8493424As part of the curriculum, children have to be introduced to different books by the same author and make connections. So, I used the wonderful Oliver Jeffers again! This book was adorable.

Sensational!: Poems Inspired By the Five SensesAt first I was dreading the poetry unit that came from this book. As time went on though, the children seemed to ‘get’ poetry more. They loved several poems from this book and I can imagine that I’ll continue dipping into it throughout this school year.

Rama and Sita

Our latest read has inspired our children! I was worried that they might be a bit scared by a ten headed demon king but apparently not…

Beth and Chrissi Do Kid-Lit- Witch Child

Witch Child (Witch Child, #1)

How did I get it?:
I bought it!

Synopsis:

Enter the world of young Mary Newbury, a world where simply being different can cost a person her life. Hidden until now in the pages of her diary, Mary’s startling story begins in 1659, the year her beloved grandmother is hanged in the public square as a witch. Mary narrowly escapes a similar fate, only to face intolerance and new danger among the Puritans in the New World. How long can she hide her true identity? Will she ever find a place where her healing powers will not be feared? 

Thoughts:

I am always excited to read books that involve witches as I enjoy reading that kind of book. However, I felt a little let down by this book which wasn’t as exciting as I wanted it to be. I’d even go so far to say that I was a little bored when reading it. It was simply the author’s writing style that kept me reading. Her writing was particularly easy to read.

The story centres around Mary. Her grandmother is accused of being a witch and is hung in the town. We learn about Mary’s stories through entries in her diary. Mary flees the town. She is able to get onto a boat that is leaving the continent for the New World. Mary lives within a Puritan settlement. She tries to hide her true self, but becomes a target of hate. Mary just wants to be accepted somewhere and not be feared for her healing powers.

The reason why this book didn’t work for me, was because it didn’t feel original at all. I also didn’t feel like there was enough going on to really capture my attention. I understand that I’m probably not the target audience, but I’m not sure there’s enough for any age to be fully drawn into the story. Perhaps I’m wrong, so I think it’s worth giving the book a try, if you’re into historical fiction.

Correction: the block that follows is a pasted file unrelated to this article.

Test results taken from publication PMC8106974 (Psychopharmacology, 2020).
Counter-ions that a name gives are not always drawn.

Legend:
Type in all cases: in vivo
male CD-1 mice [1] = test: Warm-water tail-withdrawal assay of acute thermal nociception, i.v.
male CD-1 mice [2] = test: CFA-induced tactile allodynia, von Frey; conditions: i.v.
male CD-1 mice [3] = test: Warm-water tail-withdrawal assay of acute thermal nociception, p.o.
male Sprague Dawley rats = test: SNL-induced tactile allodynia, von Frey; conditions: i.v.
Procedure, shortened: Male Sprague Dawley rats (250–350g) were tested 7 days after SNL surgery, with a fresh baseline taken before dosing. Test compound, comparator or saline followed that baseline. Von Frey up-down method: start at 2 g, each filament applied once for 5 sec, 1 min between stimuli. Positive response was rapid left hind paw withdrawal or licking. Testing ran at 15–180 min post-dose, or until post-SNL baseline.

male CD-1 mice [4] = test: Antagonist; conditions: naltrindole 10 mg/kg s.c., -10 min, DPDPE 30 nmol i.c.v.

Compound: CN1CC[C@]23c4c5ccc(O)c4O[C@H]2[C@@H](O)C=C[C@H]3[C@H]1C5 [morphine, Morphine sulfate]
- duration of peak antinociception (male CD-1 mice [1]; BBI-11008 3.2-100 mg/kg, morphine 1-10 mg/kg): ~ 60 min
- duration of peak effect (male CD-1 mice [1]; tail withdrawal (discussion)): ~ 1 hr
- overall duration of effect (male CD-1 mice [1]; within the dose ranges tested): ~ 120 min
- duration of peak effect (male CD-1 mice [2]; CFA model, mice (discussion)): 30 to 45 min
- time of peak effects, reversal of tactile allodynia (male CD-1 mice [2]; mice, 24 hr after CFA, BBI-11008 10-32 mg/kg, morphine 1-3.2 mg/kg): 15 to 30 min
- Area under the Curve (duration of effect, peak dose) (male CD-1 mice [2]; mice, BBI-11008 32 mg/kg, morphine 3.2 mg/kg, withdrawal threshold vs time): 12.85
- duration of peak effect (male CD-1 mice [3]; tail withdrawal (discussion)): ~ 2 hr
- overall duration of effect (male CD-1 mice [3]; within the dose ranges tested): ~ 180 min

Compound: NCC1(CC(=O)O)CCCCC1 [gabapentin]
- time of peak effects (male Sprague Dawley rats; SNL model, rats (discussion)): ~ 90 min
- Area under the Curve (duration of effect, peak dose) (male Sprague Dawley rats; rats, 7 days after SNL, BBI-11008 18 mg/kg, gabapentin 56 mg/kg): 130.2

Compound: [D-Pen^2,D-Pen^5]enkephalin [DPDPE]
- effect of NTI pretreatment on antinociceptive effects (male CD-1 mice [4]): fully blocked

It’s not all bad though. The plot is particularly light and it’s a quick read! It just didn’t work for me.

For Beth’s wonderful review, please check out her blog HERE.

Would I recommend it?:
It’s not for me!- 2.5 stars

Next up in the Beth and Chrissi do Kid-Lit Challenge (December):
Finding Jennifer Jones-Anne Cassidy

Banned Books #41- George

Welcome to this month’s Banned Books post! This month we read George by Alex Gino.

Note: This month’s book was supposed to be The Color Of Earth by Kim Dong Hwa but unfortunately we have not been able to get hold of a copy for a reasonable price so we’ve had to make a last minute switch!

George
First published: 2015
In the Top Ten most frequently challenged books in 2016 (source)
Reasons: challenged because it includes a transgender child, and the “sexuality was not appropriate at elementary levels.”

Do you understand or agree with any of the reasons for the book being challenged when it was originally published?

BETH: I’m really looking forward to hearing Chrissi’s thoughts on George, she said to me she had “a lot to say,” and I’m very intrigued! I found out about this book a while ago through my sister who has already read and done a full length review of it on her blog. I could have already guessed why the book might be challenged but I was really hoping that it wouldn’t be for the reason stated. *Sigh* of course it is. I was really hoping that in 2016, when this book was originally challenged (published in 2015) we were much more enlightened as a species about transgender issues and a book aimed at children about this subject would not be a big deal. Sadly, I was wrong.

CHRISSI: It actually hurt my heart that this book was challenged. It’s aimed at elementary children and in my eyes isn’t inappropriate at all for that age group. It actually makes me mad that it is challenged. The reason why it’s challenged was because ‘the sexuality was not appropriate at elementary levels.’ I mean WHAT? Many children know from an early age if they feel like they’re in the wrong body that they were born into. It’s told with a child’s voice. How can it be challenged? I really, really don’t get it.

How about now?

BETH: As George is a very recent release, I’m sure attitudes have not changed very much in the year that it was first challenged. I’d be upset to see it appear again when the list for 2017 comes out but you’re always going to get those people that feel uncomfortable with children’s sexuality, particularly if it happens to be a child determined that they are the opposite sex from the body they have been born into. I think this book is entirely appropriate for the elementary level as it is handled in a very intelligent and sensitive way. In fact, I think children definitely shouldn’t be shielded from these things because in a way, isn’t that confirming to them that being transgender might be strange/wrong (when obviously it is not?!). Of course, if it can help a child that is struggling with their gender assignment and can see themselves in George then that can only be a good thing, I think.